both Satan and Jesus are part of the christian mythology, so if anyone is going to worship satan, its christians.

      March 21, 2012 at 10:39 pm |
    • Paul

      I think we already have that. Jesus said that Satan rules the world.
      Thats why true christians have no part in politics

      March 22, 2012 at 12:50 am |
  16. Tom, Tom, the Piper's Son

    Bob, please consider your friends more carefully. One of them is a complete moron.

    March 21, 2012 at 9:59 pm |
    • Colin

      Tom, I would never have pegged you as female. I had a 20 something smart male college kid in mind.

      March 21, 2012 at 10:01 pm |
    • Tom, Tom, the Piper's Son

      Oh, well. You would be wrong, then.

      March 21, 2012 at 10:03 pm |
    • Tom, Tom, the Piper's Son

      Not that I don't value your posts and opinions; I do.

      I'm 57, married for over 3 decades, female, straight, and unlikely to be impressed by much at all.

      March 21, 2012 at 10:05 pm |
    • Tom, Tom, the Piper's Son

      Stands 4'11", weighing 367lbs, divorced and has not been laid for a decade or two.

      March 21, 2012 at 11:49 pm |
    • Mark from Middle River

      57? .... Really? Very Interesting.

      March 22, 2012 at 2:58 am |
    • Tom, Tom, the Piper's Son

      Remember when there was just the two of us, Tom, Tom, the Piper's Son?

      March 22, 2012 at 8:22 am |
  17. Colin

    Here are a quick dozen reasons why religion should not be in politics:

    (i) the perennial issue of a woman’s right to an abortion;
    (iii) medical immunization of teen girls (and boys) against HPV;
    (iv) assisted suicide;
    (v) accepting the reality of global warming and reacting to mitigate its effects;
    (vi) gay marriage;
    (vii) my right to view art and theatre deemed “offensive,” “blasphemous” or “obscene” by theists;
    (viii) basic se.x education for older school children;
    (ix) treating drug abuse as principally a medical issue;
    (x) population control;
    (xi) buying alcohol on a Sunday in many places;
    (xii) use of condoms and other contraceptives;
    (xiii) embryonic stem cell research;
    (xiv) little 10 year-old boys joining organizations such as the Boy Scouts of America, regardless of the religious views of their parents (a non-governmental issue); and
    (xv) gays being allowed to serve openly in the military.

    The conservative religious movement in the USA is firmly against each and every one. Their religious convictions motivate a constant campaign to ban or control the relevant practice and tell us all – Christian, atheist, agnostic, Muslim, Jew, Buddhist – what we can and cannot do. It is not enough that Christians who voluntarily submit to the faith not drink on a Sunday – nobody should be allowed to – unless of course one is drinking the blood of Christ because of the magic powers (or “divine powers” if you prefer a less embarrassing term) of a Catholic priest.

    It is hard to have anything but contempt for these simpletons.

    March 21, 2012 at 9:53 pm |
    • Ridiculous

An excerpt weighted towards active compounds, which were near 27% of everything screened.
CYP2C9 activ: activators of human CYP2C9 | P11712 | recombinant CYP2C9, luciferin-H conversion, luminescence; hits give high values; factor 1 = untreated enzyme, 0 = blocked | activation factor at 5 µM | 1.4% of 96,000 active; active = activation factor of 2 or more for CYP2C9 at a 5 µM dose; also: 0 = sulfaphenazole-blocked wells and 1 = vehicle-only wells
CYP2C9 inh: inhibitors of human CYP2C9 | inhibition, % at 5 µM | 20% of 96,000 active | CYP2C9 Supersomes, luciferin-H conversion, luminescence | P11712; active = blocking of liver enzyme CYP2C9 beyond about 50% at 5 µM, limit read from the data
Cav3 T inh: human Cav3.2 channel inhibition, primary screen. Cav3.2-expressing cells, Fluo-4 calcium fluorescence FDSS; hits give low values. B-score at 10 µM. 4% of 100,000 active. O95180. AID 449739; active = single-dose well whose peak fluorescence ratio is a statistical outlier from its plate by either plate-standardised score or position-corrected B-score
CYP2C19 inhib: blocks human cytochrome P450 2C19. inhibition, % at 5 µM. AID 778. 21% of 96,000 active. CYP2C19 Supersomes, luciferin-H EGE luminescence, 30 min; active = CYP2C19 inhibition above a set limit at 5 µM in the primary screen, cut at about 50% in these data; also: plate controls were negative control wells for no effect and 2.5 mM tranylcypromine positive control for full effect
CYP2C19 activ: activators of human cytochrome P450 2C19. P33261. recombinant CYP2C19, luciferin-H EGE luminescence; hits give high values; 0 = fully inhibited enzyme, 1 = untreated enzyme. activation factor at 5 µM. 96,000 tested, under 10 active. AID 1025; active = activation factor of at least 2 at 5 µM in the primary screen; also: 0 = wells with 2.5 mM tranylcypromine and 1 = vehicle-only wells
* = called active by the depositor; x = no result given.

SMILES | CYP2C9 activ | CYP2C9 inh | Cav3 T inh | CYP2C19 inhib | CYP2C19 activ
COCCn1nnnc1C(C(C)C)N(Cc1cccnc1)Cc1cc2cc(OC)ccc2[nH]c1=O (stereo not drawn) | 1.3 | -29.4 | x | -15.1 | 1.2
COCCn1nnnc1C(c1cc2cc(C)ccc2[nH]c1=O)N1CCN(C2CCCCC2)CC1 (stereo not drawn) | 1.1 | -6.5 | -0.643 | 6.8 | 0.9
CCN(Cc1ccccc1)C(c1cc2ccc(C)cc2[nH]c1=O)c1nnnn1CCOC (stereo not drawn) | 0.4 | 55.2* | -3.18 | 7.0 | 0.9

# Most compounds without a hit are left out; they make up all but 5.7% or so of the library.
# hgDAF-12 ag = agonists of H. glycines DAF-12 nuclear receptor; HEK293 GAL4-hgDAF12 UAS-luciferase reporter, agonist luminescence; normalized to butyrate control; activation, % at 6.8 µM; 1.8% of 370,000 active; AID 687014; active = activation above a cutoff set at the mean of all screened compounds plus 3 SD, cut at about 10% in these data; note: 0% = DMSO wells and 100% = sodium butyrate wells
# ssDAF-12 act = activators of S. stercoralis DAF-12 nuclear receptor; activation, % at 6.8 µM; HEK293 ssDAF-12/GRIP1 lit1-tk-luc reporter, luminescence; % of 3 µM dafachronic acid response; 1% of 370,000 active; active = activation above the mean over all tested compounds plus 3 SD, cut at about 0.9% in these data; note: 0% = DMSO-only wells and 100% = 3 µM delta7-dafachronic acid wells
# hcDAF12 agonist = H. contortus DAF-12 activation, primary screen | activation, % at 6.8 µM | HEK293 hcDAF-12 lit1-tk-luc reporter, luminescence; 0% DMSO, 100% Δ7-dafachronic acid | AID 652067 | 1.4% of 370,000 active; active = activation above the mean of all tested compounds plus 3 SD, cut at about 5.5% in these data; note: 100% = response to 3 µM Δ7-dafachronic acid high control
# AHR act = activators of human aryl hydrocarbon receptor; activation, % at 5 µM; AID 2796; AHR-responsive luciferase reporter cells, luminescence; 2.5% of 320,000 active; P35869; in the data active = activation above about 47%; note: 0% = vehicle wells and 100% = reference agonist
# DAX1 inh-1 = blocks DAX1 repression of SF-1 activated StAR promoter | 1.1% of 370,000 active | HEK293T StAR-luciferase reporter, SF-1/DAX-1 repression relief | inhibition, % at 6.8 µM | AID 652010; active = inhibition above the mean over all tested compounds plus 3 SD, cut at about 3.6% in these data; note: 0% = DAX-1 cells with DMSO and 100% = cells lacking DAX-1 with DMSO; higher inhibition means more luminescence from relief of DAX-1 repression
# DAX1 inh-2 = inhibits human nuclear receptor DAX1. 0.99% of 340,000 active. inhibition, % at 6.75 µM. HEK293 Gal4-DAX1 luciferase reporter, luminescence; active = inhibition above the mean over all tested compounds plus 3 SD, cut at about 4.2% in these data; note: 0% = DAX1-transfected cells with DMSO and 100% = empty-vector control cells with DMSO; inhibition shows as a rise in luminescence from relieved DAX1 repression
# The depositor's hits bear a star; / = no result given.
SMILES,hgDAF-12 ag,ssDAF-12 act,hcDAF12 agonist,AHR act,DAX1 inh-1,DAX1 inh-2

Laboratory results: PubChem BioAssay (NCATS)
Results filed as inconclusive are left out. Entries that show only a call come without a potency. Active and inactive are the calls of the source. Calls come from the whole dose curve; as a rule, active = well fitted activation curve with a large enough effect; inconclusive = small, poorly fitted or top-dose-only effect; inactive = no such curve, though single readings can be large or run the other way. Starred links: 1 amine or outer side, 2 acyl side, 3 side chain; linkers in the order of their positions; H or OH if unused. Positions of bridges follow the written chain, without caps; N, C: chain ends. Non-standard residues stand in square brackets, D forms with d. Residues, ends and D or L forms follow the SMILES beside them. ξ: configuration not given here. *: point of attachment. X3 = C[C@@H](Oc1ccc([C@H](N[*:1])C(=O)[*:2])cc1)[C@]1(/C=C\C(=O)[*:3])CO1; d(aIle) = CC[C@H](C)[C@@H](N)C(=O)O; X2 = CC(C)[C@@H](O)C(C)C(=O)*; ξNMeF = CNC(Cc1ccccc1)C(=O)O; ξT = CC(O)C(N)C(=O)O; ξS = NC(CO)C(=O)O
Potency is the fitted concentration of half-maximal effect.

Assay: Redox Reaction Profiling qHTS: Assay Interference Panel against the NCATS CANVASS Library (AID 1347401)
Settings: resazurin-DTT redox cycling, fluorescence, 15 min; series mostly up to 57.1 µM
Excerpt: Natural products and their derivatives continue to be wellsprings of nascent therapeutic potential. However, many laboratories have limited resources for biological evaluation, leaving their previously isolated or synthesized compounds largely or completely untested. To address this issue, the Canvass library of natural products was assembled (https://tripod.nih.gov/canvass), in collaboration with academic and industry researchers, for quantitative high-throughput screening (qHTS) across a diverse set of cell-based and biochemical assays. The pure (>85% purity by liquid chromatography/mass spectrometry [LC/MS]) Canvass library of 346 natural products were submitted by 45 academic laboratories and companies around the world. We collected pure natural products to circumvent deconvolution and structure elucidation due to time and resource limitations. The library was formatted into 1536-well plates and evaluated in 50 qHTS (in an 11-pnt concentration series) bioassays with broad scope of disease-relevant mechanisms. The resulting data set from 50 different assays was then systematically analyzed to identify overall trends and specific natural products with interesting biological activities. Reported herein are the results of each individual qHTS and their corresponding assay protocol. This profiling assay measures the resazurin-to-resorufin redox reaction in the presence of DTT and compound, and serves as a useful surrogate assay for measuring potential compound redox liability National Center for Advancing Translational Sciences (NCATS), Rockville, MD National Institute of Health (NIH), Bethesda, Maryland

The word 'ridicule' rolls off my tongue quite easily.

      March 21, 2012 at 11:53 pm |
    • Tom, Tom, the Piper's Son

      Can you roll your tongue into a little tube? I can.

      March 22, 2012 at 8:27 am |
    • Mike from CT

      "Their religious convictions motivate"

      But yours don't? How do you keep convictions out of the public square? Surely you have convictions for items 1-15 on your list. Why are your convictions acceptable and others not?

      March 22, 2012 at 3:44 pm |
    • Mike from CT

      "Christians who voluntarily submit to the faith not drink on a Sunday"

      Where did you find this in the Christian doctrine?

      March 22, 2012 at 3:45 pm |
  18. Colin

    Religion in politics is like pi.ss in white wine. You can't quite see it, but it fouls the whole thing up. I long for the day that 21st Century social policy is not based on 2,000 year old Middle Eastern mythology and the desires of the half-witted simpletons who still believe it.

    March 21, 2012 at 9:39 pm |
    • AGuest9

      Looking around, it can't happen soon enough.

      March 21, 2012 at 9:51 pm |
    • Tom, Tom, the Piper's Son

      Haha. My husband always said it was "like wetting yourself while wearing dark pants. You get a nice warm feeling, but nobody notices."

      March 21, 2012 at 9:52 pm |
    • Bootyfunk

      well said, collin.

      March 21, 2012 at 10:45 pm |
  19. AGuest9

    If only there were more reason and logic in politics.

    March 21, 2012 at 9:36 pm |
  20. Colin

    Well, its the Republican Primary. The candidates have to pander to the nut case Christians. Once the general election hits, religion will retreat back to astrology in importance.

    March 21, 2012 at 9:29 pm |
    • Tom, Tom, the Piper's Son

      Truer words were never spoken. Every 4 years, the Repubs prod the right-wingnuts into 'action' that will amount to nothing. Even if the bible-thumpers shove the candidate of their choice into office, it will amount to nothing.

      The idiots never get it. The candidates don't care about you or your silly views. They just want to make you mad enough to vote. That's ALL. Once in office, they'll do precisely what their predecessors did about all the issues you are passionate about-absolutely NOTHING.

      March 21, 2012 at 9:50 pm |
    • just sayin

      Colin = Hate pretending it is acceptable. Colin lies, Tom,Tom swears to it.

      March 22, 2012 at 4:21 am |
    • AGuest9

      It's sad that in this country speaking the truth is viewed as "hate".

      March 22, 2012 at 9:02 am |
    • AGuest9

      Just lyin's falsehoods are acceptable, however. Right?

      March 22, 2012 at 9:03 am |
1 2 3 4
About this blog

The CNN Belief Blog covers the faith angles of the day's biggest stories, from breaking news to politics to entertainment, fostering a global conversation about the role of religion and belief in readers' lives. It's edited by CNN's Daniel Burke with contributions from Eric Marrapodi and CNN's worldwide news gathering team.